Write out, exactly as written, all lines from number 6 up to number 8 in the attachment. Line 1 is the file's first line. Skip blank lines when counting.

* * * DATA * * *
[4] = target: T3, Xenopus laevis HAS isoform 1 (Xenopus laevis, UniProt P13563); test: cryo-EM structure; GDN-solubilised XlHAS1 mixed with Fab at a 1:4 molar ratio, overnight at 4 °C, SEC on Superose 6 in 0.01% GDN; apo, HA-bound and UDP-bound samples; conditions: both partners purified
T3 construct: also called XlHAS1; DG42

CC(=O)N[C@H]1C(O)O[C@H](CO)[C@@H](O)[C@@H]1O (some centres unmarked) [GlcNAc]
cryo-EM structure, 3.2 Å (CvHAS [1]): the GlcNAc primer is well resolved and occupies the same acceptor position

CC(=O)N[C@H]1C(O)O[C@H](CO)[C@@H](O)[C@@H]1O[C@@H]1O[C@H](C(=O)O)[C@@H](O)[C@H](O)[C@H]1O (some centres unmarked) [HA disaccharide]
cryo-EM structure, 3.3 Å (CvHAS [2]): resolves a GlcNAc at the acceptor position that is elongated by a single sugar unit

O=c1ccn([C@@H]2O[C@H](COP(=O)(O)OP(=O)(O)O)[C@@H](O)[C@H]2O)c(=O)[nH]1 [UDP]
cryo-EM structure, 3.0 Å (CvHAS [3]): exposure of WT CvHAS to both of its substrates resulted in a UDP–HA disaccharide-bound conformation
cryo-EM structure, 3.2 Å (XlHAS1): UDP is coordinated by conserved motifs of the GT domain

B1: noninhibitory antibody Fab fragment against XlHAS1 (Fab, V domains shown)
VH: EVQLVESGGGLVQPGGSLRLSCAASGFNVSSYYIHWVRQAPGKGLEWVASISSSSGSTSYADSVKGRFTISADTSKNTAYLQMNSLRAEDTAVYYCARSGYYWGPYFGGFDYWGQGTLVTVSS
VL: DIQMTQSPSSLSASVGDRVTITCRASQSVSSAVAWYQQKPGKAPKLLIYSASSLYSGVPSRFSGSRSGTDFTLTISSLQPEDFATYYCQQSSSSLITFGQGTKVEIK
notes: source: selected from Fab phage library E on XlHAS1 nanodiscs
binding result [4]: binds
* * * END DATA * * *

cryo-EM structure, 3.3 Å (CvHAS [2]): resolves a GlcNAc at the acceptor position that is elongated by a single sugar unit

O=c1ccn([C@@H]2O[C@H](COP(=O)(O)OP(=O)(O)O)[C@@H](O)[C@H]2O)c(=O)[nH]1 [UDP]
cryo-EM structure, 3.0 Å (CvHAS [3]): exposure of WT CvHAS to both of its substrates resulted in a UDP–HA disaccharide-bound conformation